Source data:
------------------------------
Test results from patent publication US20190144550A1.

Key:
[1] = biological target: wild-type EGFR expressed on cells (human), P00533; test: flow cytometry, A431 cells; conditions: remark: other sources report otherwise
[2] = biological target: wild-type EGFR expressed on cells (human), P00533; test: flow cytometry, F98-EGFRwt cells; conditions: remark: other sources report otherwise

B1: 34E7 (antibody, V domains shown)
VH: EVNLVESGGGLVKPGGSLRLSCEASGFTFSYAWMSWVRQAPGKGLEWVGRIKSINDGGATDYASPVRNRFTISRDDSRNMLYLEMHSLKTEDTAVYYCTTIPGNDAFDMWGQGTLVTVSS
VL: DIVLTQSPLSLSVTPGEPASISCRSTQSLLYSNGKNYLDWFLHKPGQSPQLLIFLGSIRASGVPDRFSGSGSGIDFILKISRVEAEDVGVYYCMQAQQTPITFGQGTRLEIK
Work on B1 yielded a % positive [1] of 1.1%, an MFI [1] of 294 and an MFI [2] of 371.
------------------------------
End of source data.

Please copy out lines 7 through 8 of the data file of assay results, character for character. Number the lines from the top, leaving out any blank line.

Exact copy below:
VL: DIVLTQSPLSLSVTPGEPASISCRSTQSLLYSNGKNYLDWFLHKPGQSPQLLIFLGSIRASGVPDRFSGSGSGIDFILKISRVEAEDVGVYYCMQAQQTPITFGQGTRLEIK
Work on B1 yielded a % positive [1] of 1.1%, an MFI [1] of 294 and an MFI [2] of 371.